This is what happens when the Hilux and Forester elope

Updated Apr 28, 2021 | Same topic: Car Sneak Peeks, Teasers, & Rumors

It’s a throwback two-seater that takes on a more truck-like guise.

Some unions beget angels and others result in brats. In the case of the latter, it’s not always something to be feared. Take the Toyota Hilux, Subaru Forester, and their unlikely love child if they chose to run away together.

BRAT 2023 renderThe Subaru BRAT is reborn as a truck for 2023, or at least someone thinks it should be

Apparently, someone going by the handle KDesign AG had a bit of nostalgia and a lot of free time, posting this throwback treat on Behance. But this isn’t just any old ToyoBaru render in the vein of the bB/Dex or the 86/BR-Z. What you’re looking at is the artist’s take on the Subaru BRAT as it might look like in 2023.

BRAT, or Bi-drive Recreational All-terrain Transporter, was a two-seater unibody vehicle that Subaru marketed in various territories under different names from 1978 to 1994. Despite the badge, the BRAT was never part of Subaru’s official Japanese lineup, and was only available as a grey-market import for Japanese customers even though it was assembled in Ota, Gunma Prefecture (among other places).  

Whereas the original BRAT was a low-slung model closely resembling an Australian ute, KDesign’s 21st century version assumes the form factor of a full-fledged pickup. The Forester’s snout is slapped onto the Hilux body, complete with Subaru alloys on all four corners. Completing the transformation is the prominent Subaru branding on the tailgate.

BRAT 2023 rear The Hilux sport bar lends a nice touch, but there'll be no more seats on the bed 

It might look a little jarring at first glance, but it works in a surreal sort of way. The Forester’s angular fascia seemingly blends well with the overall muscular aesthetic on the Hilux. Of course, it goes without saying that this iteration of the BRAT is now underpinned by a body-on-frame construction, compared to the unibody chassis of the original.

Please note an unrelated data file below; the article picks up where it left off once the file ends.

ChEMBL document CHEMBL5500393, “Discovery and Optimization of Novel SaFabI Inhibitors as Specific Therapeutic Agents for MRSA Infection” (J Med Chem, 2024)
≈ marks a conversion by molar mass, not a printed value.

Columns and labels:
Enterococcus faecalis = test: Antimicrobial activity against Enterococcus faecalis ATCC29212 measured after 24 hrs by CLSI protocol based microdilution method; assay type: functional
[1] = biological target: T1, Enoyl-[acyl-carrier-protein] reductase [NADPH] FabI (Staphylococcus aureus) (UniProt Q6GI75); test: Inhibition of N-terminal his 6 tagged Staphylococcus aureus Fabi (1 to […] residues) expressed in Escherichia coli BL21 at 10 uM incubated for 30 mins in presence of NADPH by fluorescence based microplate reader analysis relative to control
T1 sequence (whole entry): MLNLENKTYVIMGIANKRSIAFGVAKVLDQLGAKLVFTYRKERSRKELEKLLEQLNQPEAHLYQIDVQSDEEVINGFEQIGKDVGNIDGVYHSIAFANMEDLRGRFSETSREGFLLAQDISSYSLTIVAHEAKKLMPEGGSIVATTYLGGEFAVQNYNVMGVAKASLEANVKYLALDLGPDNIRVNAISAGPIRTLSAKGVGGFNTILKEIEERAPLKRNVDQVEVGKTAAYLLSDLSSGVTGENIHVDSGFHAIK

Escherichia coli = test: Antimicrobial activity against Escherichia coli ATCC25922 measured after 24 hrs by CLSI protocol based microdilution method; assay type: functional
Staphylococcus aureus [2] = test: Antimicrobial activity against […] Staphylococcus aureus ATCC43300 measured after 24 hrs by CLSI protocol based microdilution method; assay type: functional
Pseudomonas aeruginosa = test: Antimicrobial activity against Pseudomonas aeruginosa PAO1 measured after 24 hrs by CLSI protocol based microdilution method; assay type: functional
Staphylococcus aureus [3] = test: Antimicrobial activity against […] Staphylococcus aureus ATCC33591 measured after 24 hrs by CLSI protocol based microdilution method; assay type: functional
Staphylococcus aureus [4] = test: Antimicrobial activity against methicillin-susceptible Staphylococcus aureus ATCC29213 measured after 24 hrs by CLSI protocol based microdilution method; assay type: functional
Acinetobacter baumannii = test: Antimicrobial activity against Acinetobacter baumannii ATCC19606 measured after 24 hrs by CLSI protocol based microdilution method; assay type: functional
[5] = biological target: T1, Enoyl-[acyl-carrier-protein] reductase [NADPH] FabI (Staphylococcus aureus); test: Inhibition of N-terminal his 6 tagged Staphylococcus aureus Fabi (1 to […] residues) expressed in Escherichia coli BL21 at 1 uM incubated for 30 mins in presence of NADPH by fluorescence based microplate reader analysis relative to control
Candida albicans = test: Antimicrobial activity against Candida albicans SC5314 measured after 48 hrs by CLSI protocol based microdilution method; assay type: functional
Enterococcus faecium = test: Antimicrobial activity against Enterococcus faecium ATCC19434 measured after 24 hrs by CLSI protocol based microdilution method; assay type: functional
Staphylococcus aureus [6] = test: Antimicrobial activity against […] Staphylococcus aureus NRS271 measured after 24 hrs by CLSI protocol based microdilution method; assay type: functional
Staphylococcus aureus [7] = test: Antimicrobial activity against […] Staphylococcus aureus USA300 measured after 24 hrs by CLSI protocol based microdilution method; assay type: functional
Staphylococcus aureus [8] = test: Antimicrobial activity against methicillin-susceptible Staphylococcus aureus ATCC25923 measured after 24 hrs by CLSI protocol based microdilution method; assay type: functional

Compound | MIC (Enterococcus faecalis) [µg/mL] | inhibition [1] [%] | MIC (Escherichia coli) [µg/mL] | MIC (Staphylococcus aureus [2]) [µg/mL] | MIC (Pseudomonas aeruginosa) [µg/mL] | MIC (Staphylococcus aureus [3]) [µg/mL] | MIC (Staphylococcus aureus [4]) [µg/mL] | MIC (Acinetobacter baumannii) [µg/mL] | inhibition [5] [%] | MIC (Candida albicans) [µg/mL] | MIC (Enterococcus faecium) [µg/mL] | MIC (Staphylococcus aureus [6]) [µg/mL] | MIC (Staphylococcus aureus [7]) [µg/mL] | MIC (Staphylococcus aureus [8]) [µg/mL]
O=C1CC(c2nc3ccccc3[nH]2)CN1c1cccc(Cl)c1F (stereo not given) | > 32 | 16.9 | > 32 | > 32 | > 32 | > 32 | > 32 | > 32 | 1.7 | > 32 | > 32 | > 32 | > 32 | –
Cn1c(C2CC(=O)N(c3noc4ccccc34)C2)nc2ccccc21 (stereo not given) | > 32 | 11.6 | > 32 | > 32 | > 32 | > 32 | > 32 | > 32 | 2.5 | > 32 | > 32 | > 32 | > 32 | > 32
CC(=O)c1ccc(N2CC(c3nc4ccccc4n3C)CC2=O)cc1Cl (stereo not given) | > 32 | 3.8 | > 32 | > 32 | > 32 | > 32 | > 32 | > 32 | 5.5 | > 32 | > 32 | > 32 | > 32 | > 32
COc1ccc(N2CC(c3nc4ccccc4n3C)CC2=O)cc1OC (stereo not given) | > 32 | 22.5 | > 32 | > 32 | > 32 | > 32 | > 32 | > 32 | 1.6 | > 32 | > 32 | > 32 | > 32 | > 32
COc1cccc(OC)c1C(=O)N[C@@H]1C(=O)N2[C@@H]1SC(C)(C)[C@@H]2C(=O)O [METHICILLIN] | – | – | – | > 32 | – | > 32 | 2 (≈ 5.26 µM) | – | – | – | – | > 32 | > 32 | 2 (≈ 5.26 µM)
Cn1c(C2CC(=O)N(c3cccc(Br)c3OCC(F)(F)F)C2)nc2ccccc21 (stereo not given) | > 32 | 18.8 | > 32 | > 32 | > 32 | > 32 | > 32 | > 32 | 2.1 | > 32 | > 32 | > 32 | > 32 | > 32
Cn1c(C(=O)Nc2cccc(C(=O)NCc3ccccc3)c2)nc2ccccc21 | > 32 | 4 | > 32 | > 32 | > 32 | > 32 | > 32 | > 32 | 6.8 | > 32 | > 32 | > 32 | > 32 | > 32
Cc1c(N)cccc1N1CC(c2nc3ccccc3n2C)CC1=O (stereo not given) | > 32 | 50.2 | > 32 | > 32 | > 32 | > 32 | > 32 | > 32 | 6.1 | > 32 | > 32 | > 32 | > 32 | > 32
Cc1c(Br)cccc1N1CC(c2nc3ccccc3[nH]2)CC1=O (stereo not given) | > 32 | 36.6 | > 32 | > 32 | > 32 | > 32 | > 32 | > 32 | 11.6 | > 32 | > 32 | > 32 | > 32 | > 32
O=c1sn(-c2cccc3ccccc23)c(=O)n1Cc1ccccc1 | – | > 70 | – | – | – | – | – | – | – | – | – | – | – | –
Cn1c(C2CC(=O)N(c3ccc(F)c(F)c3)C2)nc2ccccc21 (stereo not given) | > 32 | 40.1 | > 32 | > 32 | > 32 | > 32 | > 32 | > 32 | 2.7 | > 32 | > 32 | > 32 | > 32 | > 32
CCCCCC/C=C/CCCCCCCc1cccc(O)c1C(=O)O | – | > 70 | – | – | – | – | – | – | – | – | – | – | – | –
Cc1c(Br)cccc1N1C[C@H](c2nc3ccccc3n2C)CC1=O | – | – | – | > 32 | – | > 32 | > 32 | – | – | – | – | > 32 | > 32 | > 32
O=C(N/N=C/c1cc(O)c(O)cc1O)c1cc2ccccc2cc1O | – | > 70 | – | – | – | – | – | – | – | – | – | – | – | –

More importantly, it will likely offer more decent seating for five. The first BRAT came with two rear-facing extra jump seats on the bed, classifying the vehicle as a passenger car in Subaru’s attempt to defeat import taxes on light trucks. Obviously, such a stunt isn’t going to fly these days.   

Should Toyota and Subaru collaborate in bringing the BRAT back for the new millennium?

Catch more interesting stories on automotive lore at Philkotse.com.

Know more about Toyota Hilux 2021

Toyota Hilux

<p>The Toyota Hilux is a pickup with a globally known nameplate for being one of the reliable workhorse vehicles. It was 1968 when Toyota&#39;s pickup truck started building a reputation for being rugged and dependable, and it continues until today with the facelifted model launched in 2020. This popular pickup continues to evolve and slowly move upmarket after gaining luxuries. The most significant revolutionary jump of the Hilux happened in 2004 when the seventh-generation of the model was introduced. It was the first 21st-century iteration of Toyota&#39;s pickup. It is also the first generation to ride on Toyota&rsquo;s new Innovative Multi-purpose Vehicle architecture. It provided improved safety, better ride comfort, modern D-4D diesel engines, more interior space, and a more modern aerodynamic body. The current 8th generation offers a more refined and stylish design than its predecessor, but the tradition of being a tough pickup continues. It gets a much-awaited refresh in 2020 inline. Aside from improved looks, the Philippine iteration also comes with more powerful engine options. The Toyota Hilux is available in 4x4 and 4x2 variants. In the Philippines, the pickup truck is offered with diesel engines. It is available with automatic or manual transmission depending on the variant.</p>

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Joseph Paolo Estabillo

Joseph Paolo Estabillo

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Joseph has been a member of various car clubs since he got his driver's license in 2004 – old enough to remember riding in taxicabs with analog meters, but his fascination with cars goes way back. After nearly two decades of working in broadcast media, he shifted gears by coming on board as Philkotse’s first Filipino member and staff writer in 2017.

Apart from his role in Philkotse as Content Team Lead, Joseph has written episodes for Drive, which has been airing on CNN Philippines for five seasons running. He has also delivered content for various car dealerships based in the U.S., spanning multiple brands such as Alfa Romeo, Maserati, Jeep, Dodge, among others.

Keeping his hopes high and his revs low, he dreams about owning a Kei car when he retires. Hates slow parkers.

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